NASA identifies cloud candidates on Pluto after examining images

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| Wednesday, October 19, 2016 - 15:04
First Published |
NASA, New Horizons mission, Pluto, Southwest Research Institute in Boulder, Kuiper Belt

While Pluto shows many kinds of activity, one surface process apparently missing is landslides

New York: Scientists from NASAs New Horizons mission claim to have identified some cloud candidates on Pluto after examining images taken during the spacecrafts July 2015 flight through the dwarf planet system.

"We're excited about the exploration ahead for New Horizons, and also about what we are still discovering from Pluto flyby data," said Alan Stern, principal investigator from Southwest Research Institute in Boulder, Colorado.

Stern said Pluto's complex, layered atmosphere is hazy and appears to be mostly free of clouds, but the team has spied a handful of potential clouds in images taken with New Horizons' cameras.

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"If there are clouds, it would mean the weather on Pluto is even more complex than we imagined," Stern said.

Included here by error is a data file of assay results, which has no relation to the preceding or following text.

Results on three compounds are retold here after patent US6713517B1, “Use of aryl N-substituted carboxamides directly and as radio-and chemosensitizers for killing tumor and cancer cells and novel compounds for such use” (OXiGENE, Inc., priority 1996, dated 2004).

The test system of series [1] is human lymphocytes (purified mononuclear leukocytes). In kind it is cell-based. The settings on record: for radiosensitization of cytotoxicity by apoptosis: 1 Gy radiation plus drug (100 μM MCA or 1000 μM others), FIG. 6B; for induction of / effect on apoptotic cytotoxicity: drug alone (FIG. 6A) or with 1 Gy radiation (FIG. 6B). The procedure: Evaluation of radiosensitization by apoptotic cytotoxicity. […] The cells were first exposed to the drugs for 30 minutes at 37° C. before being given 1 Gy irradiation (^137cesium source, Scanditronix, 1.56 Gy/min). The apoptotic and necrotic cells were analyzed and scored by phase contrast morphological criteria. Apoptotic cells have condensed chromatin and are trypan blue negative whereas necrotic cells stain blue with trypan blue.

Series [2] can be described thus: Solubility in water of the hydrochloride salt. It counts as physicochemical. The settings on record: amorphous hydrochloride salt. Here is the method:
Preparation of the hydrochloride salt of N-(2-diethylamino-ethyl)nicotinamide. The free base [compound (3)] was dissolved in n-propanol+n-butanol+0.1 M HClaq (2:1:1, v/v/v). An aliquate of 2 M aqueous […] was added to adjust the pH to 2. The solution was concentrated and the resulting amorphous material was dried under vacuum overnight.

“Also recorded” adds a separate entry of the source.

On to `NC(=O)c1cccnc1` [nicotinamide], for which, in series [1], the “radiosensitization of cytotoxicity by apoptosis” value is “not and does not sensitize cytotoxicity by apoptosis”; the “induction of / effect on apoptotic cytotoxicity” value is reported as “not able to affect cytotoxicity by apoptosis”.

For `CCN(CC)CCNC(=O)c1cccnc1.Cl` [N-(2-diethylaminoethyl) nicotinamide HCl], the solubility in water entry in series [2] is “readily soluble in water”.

Scientists already knew from telescope observations that Pluto's icy surface below that atmosphere varied widely in brightness.

Data from the flyby not only confirms that, it also shows that the brightest areas (such as sections of Pluto's large heart-shaped region) are among the most reflective in the solar system.

"That brightness indicates surface activity," said Bonnie Buratti, a science team co-investigator from NASA's Jet Propulsion Laboratory in Pasadena.

While Pluto shows many kinds of activity, one surface process apparently missing is landslides.

Surprisingly, though, they have been spotted on Pluto's largest moon, Charon, itself some 750 miles (1,200 kilometres) across.

The scientists also revealed that New Horizons is set to fly past 2014 MU69 -- a Kuiper Belt object currently about 1.6 billion kilometres beyond Pluto -- on January 1, 2019.

Hubble Space Telescope data suggests that the distant object is as red, if not redder, than Pluto.

The New Horizons spacecraft is currently 5.5 billion kilometres from Earth and about 540 million kilometres beyond Pluto, speeding away from the sun at about 14 kilometres every second.

The findings were discussed earlier this week at the American Astronomical Society Division for Planetary Sciences (DPS) and European Planetary Science Congress (EPSC) in Pasadena, California.

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